(un)Healthy Obsessions

The fitness craze has well and truly hit the UK. Total industry involvement is up 5.1% from last year, meaning 1 in 7 people in the country now own a membership to a gym. The new fondness of fitness is obvious on social media sites too, with numerous individuals creating their own progress accounts, and fitness bloggers such as Kayla Itsines attaining a huge following of 16 million on Facebook. And there is no denying that the various fitness plans and programmes that these social media health pros are providing are massively improving the lifestyles of so many individuals. You only need to have a quick scroll through ‘before and after’ photos on Instagram to witness the weight loss and muscle gain made, and the pride people feel because of their new fitness regimes is obvious. The British public are becoming so inspired and are so keen to improve on themselves and their diets; it’s very positive that this is the direction the country is heading.

Ailish blog pic

Yet, I can’t help but focus on the very negative effect that I believe this craze is having on our generation- the unhealthy obsession with unreachable perfection. As wonderful as these ‘progress photos’ may be to the individual in them, what implication do they have on the viewers whose looks hold far more of a resemblance to the ‘before’ photo than the ‘after’? These seemingly positive displays of ‘improvement’ can actually be very damaging to those who see them, and leave people questioning whether they too need to change their bodies because of the insinuation that their current states are not desirable. The media tells us that the way we look is not good enough unless we have the certain features that they decide are attractive. They tell us what we should aspire to have, inferring that what we do have is wrong. It’s like the famous Mean Girls quote- “I used to think there was just fat and skinny. But apparently there are lots of things that can be wrong on your body.” We don’t think there’s anything wrong with the way we look until the media shows us otherwise. Magazines, TV and social media all present us with images of these people they believe we should want to be like and it leaves us wondering why we don’t look that way and how we can change.

This has such a powerful effect on us because it is simply human nature to compare ourselves to other people. And, to a certain extent, there is nothing wrong with that; it’s normal to want to be a bit more like a person you admire. But what really concerns me is when this want becomes an obsession and someone’s life becomes completely devoted to changing themselves to be like another person, something which is obviously impossible. Many fans of famous bloggers religiously follow dietary recommendations and exercise routines just to achieve a body to match their idol but seem to be missing the very simple and obvious fact that no two people are the same. People’s bodies are largely down to their genetics and different people’s bodies require different nutrition, care and exercise to look a certain way. We see that someone has a big social media following and we immediately take that as validation that they are an expert in what they are talking about, that they know all about nutrition and they can lead us to our desired looks and lifestyle. And whilst many fitness bloggers are great at what they do and are fully clued up on their subject, not everyone who preaches about the importance of working out is actually qualified to do so.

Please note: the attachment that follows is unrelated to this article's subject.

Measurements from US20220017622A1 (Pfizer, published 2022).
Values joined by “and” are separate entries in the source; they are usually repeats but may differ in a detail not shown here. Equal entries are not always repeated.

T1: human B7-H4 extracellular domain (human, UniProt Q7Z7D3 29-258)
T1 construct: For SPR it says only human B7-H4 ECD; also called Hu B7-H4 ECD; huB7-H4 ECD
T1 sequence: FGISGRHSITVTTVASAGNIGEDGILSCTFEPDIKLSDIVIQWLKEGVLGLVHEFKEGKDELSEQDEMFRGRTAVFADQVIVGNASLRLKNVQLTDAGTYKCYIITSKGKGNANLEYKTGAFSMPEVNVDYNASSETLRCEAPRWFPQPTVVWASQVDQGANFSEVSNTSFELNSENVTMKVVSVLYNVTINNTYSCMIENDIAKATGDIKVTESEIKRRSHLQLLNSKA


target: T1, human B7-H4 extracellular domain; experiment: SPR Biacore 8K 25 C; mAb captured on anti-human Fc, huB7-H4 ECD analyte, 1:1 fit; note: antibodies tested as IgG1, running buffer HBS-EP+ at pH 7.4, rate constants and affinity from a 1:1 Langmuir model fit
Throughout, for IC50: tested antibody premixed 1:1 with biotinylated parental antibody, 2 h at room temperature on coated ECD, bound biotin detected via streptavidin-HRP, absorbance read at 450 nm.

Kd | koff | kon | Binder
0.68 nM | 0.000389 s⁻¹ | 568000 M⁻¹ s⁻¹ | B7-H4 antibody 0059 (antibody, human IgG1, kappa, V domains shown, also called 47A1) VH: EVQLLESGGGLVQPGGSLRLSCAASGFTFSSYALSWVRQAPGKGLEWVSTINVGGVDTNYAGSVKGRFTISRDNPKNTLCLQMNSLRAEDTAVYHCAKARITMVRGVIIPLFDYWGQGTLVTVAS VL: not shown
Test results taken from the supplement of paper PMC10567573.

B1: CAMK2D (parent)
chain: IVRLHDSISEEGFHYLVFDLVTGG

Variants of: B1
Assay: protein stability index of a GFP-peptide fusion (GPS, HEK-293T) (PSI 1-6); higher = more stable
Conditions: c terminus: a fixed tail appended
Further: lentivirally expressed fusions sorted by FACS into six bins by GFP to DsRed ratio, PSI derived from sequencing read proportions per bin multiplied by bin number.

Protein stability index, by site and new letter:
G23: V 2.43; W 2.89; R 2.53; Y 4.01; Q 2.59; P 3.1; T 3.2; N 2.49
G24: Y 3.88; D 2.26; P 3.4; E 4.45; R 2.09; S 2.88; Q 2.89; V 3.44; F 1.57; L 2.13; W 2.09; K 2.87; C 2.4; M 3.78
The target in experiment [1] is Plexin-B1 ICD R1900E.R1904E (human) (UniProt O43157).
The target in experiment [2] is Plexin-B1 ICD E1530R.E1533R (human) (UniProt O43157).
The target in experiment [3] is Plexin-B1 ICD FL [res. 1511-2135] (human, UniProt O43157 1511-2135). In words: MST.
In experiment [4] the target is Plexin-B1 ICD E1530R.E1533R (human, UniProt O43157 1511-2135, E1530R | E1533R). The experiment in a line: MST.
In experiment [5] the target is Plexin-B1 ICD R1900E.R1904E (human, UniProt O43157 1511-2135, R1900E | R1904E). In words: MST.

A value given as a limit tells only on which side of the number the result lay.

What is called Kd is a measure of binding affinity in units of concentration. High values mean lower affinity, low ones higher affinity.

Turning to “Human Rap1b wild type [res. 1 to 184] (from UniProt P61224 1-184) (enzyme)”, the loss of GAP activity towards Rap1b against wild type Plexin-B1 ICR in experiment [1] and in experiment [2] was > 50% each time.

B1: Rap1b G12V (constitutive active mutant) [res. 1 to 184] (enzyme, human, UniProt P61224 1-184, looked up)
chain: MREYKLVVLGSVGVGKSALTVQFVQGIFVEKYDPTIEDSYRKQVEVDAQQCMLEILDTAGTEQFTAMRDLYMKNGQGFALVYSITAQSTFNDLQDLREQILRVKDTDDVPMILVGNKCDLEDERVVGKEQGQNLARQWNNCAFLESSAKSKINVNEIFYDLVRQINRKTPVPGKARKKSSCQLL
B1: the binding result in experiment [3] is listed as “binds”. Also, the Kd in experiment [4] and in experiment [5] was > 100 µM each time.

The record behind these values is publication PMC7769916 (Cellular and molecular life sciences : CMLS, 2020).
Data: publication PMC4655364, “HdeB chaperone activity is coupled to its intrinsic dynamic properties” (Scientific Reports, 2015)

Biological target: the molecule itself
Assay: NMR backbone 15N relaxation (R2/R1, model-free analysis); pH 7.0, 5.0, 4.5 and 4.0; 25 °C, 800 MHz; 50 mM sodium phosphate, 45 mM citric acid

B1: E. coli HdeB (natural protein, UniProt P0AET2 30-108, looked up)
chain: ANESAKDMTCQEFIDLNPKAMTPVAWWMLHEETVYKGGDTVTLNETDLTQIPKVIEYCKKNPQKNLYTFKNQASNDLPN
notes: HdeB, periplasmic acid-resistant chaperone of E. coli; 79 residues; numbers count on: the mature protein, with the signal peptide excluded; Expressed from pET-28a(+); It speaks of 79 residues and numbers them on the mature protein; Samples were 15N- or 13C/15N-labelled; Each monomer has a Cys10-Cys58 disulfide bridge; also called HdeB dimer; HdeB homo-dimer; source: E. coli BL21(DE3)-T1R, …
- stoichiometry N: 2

One of the most damaging aspects of all of this though is probably the unrealistic nature of it all. You are not seriously trying to convince me that these men and women with solid abs have them all the time and don’t ever get a little bloated? Or that they don’t have rolls of fat when they lean over or sit down? No one ever posts the unflattering photos on social media because (understandably!) no one wants to look bad on the internet. But it’s lead to social media being very false in the way it portrays individual’s lives and looks. It’s rare to find a photo online that’s not been edited in some way or another, even if it’s just the addition of a filter. Don’t get me wrong I LOVE Instagram filters and I’m pretty positive that the majority of users regularly add them to their photos. But it’s important to remember that photo editing is a way of altering a photo, and just because the picture features no blemishes or cellulite, it doesn’t mean that they aren’t there.

I want to make it really clear that I am in no way against wanting to look good and improve on yourself by working out. I (try to) go to the gym regularly, I like to eat fairly healthily and I absolutely love social media and the odd posey photo. But I just think the world needs to calm it with the focus on physical attractiveness. Beauty really is in the eye of the beholder and in my opinion no one has the right to determine the level of someone else’s attractiveness. We should be embracing all the different shapes and sizes of people, not just picking one size and trying to make it fit all. Besides, attractiveness is so subjective, we’re all attractive in various ways and that should be celebrated, not changed.

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